(Bloomberg) Makers of propane and hard cider are among the likely winners as the U.S. Senate Finance Committee prepares to vote this week on a package of tax breaks.
The committee Monday announced that it will consider 17 bills on Wednesday, and the variety in the measures is a reminder of how the U.S. tax code reaches into every corner of the economy.
Potential winners also may include military spouses, real estate investment trusts, tax delinquents hospitalized in combat zones and companies planning to convert waste heat into power.
The propane measure would lower the excise tax on propane so that it’s no longer taxed at the same rate as more energy-dense gasoline. The propane tax rate would decline to 13.2 cents per gallon from 18.3 cents.
Similarly, the tax rate on liquefied natural gas would be decoupled from the tax on diesel fuel and would decline to 14.1 cents from 24.3 cents.
“This has been a long-time priority for us,” said Jeff Petrash, general counsel of the National Propane Gas Association, whose board of directors includes executives from AmeriGas Partners LP and North Star Energy LLC.
That bill would cost the government $54 million over a decade in forgone revenue, according to the congressional Joint Committee on Taxation. It’s backed by Democrats Michael Bennet of Colorado and Ben Cardin of Maryland, along with Republicans Richard Burr of North Carolina, John Thune of South Dakota and Pat Roberts of Kansas, according to the Finance Committee.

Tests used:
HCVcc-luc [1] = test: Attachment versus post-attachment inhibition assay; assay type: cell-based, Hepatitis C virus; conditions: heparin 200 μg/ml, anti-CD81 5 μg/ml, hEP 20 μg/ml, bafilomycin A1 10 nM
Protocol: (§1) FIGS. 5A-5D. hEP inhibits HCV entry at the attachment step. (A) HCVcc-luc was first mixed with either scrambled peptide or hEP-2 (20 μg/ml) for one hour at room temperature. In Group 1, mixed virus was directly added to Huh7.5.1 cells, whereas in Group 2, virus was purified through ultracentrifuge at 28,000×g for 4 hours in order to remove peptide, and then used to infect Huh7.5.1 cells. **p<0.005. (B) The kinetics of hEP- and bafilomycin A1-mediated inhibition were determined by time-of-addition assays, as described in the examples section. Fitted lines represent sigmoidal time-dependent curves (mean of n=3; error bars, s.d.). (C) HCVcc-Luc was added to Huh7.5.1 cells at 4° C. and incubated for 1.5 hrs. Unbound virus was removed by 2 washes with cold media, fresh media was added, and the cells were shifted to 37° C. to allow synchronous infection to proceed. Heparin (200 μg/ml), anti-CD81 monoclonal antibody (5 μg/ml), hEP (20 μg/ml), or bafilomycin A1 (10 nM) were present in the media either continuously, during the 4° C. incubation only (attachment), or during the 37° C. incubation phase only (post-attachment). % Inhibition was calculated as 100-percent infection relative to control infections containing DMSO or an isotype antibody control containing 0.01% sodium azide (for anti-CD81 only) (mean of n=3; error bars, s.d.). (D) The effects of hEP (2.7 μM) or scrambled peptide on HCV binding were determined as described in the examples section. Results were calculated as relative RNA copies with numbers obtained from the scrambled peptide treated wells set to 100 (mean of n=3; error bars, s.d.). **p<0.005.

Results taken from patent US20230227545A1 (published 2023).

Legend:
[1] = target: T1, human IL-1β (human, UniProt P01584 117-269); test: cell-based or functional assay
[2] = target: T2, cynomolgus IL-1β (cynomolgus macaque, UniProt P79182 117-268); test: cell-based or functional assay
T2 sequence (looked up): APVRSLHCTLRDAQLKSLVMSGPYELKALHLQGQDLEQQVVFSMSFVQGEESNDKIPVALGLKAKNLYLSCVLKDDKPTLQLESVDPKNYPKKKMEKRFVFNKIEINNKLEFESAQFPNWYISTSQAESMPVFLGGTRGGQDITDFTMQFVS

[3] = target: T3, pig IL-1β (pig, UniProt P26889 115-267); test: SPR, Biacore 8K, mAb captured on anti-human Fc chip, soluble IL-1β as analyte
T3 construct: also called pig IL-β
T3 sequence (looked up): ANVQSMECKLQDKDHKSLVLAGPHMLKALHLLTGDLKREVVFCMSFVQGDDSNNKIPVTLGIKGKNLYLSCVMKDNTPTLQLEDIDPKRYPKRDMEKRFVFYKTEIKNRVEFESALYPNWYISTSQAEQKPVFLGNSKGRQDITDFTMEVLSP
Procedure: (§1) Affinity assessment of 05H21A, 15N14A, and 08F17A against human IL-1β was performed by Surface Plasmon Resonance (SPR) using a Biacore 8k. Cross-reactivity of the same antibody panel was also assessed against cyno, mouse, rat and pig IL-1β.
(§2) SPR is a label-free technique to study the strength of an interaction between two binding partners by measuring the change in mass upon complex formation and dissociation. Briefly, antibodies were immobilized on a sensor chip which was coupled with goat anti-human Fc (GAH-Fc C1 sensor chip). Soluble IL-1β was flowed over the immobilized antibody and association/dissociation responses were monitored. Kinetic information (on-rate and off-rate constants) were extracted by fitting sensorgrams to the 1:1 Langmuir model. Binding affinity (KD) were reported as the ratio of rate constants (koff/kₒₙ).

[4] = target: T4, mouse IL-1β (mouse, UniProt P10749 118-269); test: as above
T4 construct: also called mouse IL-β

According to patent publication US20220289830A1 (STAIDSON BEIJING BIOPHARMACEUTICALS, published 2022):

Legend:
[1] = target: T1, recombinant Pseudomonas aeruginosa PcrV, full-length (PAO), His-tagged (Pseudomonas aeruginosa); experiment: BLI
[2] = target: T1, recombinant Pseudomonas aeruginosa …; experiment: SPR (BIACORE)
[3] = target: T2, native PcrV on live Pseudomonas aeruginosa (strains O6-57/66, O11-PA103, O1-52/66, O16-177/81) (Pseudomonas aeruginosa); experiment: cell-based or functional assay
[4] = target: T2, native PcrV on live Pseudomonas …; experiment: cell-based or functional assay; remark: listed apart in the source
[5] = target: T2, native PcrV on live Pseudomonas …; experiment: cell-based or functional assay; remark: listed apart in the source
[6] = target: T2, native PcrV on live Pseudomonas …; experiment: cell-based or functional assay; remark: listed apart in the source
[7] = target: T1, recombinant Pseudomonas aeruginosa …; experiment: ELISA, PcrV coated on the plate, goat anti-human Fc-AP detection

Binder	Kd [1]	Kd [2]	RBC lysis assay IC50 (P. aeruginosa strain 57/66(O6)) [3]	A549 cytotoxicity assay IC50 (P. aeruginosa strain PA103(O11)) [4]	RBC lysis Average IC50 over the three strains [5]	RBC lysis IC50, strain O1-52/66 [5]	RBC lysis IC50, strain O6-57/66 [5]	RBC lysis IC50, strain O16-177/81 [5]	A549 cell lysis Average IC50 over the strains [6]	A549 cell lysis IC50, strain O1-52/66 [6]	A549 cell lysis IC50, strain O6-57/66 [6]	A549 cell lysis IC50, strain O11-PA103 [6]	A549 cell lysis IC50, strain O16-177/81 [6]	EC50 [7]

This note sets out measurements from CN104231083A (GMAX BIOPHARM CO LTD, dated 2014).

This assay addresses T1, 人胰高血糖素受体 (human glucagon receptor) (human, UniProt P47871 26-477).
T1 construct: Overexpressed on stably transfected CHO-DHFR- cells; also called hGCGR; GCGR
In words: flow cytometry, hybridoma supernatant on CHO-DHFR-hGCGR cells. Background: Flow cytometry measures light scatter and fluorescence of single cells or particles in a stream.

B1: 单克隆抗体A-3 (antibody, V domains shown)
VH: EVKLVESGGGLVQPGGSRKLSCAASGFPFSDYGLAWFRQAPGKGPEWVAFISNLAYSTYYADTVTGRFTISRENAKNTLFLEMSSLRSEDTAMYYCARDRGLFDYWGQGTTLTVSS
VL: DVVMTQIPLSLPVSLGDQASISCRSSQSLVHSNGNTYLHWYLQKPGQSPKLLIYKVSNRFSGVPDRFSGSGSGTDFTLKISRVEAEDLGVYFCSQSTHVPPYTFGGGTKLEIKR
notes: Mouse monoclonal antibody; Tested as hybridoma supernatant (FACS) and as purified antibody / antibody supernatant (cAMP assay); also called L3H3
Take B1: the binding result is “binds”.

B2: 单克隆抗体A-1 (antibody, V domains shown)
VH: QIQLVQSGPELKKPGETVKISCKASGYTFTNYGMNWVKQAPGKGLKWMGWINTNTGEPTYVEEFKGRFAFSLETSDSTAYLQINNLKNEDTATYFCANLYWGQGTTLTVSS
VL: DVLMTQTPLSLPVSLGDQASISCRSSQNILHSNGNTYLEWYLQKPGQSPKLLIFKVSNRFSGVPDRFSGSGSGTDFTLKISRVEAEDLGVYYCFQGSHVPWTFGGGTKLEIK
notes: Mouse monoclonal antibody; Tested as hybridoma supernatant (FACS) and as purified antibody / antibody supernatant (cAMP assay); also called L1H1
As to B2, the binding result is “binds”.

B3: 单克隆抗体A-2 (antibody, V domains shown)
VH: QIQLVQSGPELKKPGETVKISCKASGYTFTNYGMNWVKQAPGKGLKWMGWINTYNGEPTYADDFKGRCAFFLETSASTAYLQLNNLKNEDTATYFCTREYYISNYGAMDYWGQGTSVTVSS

Cider makers would benefit from an expansion of the definition of hard cider, which is taxed more lightly than wine or champagne. Under the proposal, cider could contain as much as 8.5 percent alcohol, up from 7 percent under current law.
Cider produced from pears—not just apples—would become eligible for the cider tax rate under the proposal, which is supported by Senator Charles Schumer, a New York Democrat.
Companies that have reported lobbying on cider taxation in recent years include Anheuser-Busch InBev NV, Boston Beer Co. and Vermont Hard Cider Co., the maker of Woodchuck Hard Cider. The cider tax measure would cost the government an estimated $12 million over a decade.
“This is an opportunity for the committee to clear the deck and advance common-sense tax bills that have garnered strong bipartisan support within the Congress,” Senate Finance Chairman Orrin Hatch, a Utah Republican, said in a statement.
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